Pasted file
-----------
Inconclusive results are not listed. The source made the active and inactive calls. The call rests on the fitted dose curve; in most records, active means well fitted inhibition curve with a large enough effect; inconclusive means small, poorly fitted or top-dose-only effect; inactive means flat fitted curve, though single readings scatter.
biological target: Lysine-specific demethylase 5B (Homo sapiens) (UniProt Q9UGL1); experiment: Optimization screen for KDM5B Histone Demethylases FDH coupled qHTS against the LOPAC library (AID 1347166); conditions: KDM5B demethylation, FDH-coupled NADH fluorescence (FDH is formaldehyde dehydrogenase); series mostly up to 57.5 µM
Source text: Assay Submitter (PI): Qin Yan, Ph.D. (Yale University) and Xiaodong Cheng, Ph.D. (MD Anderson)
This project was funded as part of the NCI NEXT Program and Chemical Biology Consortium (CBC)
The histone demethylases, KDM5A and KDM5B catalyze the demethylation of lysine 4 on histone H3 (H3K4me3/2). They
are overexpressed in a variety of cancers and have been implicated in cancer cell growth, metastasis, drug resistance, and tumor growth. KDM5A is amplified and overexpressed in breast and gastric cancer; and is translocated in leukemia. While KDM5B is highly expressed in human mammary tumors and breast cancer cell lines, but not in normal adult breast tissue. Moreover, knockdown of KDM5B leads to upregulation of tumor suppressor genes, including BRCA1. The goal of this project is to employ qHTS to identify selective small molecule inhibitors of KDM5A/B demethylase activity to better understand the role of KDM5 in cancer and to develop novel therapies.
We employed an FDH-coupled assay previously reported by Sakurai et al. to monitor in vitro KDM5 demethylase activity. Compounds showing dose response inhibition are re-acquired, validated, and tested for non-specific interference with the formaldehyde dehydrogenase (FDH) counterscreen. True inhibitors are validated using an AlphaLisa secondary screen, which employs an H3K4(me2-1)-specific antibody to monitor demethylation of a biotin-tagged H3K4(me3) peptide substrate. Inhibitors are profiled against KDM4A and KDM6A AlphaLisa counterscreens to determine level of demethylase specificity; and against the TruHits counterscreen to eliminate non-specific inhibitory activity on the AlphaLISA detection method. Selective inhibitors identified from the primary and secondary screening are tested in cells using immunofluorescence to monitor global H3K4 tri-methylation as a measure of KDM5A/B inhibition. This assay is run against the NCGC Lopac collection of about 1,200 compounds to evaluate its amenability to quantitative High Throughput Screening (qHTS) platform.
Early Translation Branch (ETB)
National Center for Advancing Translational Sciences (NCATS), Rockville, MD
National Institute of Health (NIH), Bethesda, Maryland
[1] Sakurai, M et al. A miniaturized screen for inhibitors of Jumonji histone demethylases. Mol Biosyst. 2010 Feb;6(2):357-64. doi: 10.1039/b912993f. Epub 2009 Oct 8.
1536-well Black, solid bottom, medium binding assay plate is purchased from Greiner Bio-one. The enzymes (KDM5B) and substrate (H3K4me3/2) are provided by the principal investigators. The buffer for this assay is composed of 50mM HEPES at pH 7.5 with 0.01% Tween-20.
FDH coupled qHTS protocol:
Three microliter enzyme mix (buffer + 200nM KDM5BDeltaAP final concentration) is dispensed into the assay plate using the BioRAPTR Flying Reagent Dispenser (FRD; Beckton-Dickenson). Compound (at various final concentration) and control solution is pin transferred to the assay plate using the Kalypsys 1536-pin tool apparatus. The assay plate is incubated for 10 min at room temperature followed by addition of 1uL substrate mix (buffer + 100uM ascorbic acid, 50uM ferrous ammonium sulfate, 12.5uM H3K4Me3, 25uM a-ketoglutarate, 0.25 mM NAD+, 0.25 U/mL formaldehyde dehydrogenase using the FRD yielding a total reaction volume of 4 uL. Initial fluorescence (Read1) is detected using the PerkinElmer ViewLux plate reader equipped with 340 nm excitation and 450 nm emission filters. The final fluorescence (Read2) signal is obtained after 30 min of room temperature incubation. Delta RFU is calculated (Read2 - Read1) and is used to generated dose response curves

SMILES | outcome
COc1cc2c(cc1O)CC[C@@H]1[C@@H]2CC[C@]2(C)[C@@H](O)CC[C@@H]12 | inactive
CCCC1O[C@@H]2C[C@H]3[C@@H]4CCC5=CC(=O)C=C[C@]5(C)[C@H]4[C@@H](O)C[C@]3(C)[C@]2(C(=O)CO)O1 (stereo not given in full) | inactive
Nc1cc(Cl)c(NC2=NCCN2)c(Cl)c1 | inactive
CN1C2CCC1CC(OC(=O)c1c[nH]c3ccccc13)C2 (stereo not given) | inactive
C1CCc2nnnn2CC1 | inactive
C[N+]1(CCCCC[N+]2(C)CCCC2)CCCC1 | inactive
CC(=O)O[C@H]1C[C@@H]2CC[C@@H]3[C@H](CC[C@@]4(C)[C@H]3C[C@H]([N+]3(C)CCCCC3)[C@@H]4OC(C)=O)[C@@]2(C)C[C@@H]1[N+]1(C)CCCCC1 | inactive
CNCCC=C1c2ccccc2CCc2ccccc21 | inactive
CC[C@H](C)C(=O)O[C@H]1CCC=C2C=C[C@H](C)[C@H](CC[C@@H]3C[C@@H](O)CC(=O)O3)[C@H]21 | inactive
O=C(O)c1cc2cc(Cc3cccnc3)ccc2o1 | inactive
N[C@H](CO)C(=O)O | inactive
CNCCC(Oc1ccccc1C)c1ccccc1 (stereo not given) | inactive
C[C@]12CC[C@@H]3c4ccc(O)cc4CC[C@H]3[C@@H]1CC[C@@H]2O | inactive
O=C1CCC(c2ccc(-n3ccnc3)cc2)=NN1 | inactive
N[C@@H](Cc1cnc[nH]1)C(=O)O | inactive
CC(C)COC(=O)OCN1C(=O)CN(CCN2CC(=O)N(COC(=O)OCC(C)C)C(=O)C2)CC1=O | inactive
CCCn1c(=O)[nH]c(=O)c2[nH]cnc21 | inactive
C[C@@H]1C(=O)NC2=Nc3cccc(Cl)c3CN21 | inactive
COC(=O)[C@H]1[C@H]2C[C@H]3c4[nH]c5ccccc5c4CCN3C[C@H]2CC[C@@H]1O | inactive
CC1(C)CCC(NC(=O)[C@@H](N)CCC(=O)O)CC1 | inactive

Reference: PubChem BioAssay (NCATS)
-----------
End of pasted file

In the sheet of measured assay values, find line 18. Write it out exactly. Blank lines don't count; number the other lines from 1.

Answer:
Nc1cc(Cl)c(NC2=NCCN2)c(Cl)c1 | inactive